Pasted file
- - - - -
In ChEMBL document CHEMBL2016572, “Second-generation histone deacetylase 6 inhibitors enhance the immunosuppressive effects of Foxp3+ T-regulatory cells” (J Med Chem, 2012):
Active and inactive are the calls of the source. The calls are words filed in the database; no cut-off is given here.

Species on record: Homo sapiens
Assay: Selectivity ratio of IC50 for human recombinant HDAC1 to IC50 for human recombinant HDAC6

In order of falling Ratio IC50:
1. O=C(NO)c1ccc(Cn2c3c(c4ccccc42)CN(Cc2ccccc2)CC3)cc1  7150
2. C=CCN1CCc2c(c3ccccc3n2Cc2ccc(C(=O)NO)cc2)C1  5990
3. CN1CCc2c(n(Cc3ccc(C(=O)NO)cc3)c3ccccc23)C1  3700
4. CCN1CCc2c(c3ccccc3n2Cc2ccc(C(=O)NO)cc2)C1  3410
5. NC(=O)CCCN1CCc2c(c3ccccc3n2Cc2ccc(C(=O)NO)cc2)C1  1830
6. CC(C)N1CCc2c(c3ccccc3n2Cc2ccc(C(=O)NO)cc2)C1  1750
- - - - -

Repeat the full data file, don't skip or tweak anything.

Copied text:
In ChEMBL document CHEMBL2016572, “Second-generation histone deacetylase 6 inhibitors enhance the immunosuppressive effects of Foxp3+ T-regulatory cells” (J Med Chem, 2012):
Active and inactive are the calls of the source. The calls are words filed in the database; no cut-off is given here.

Species on record: Homo sapiens
Assay: Selectivity ratio of IC50 for human recombinant HDAC1 to IC50 for human recombinant HDAC6

In order of falling Ratio IC50:
1. O=C(NO)c1ccc(Cn2c3c(c4ccccc42)CN(Cc2ccccc2)CC3)cc1  7150
2. C=CCN1CCc2c(c3ccccc3n2Cc2ccc(C(=O)NO)cc2)C1  5990
3. CN1CCc2c(n(Cc3ccc(C(=O)NO)cc3)c3ccccc23)C1  3700
4. CCN1CCc2c(c3ccccc3n2Cc2ccc(C(=O)NO)cc2)C1  3410
5. NC(=O)CCCN1CCc2c(c3ccccc3n2Cc2ccc(C(=O)NO)cc2)C1  1830
6. CC(C)N1CCc2c(c3ccccc3n2Cc2ccc(C(=O)NO)cc2)C1  1750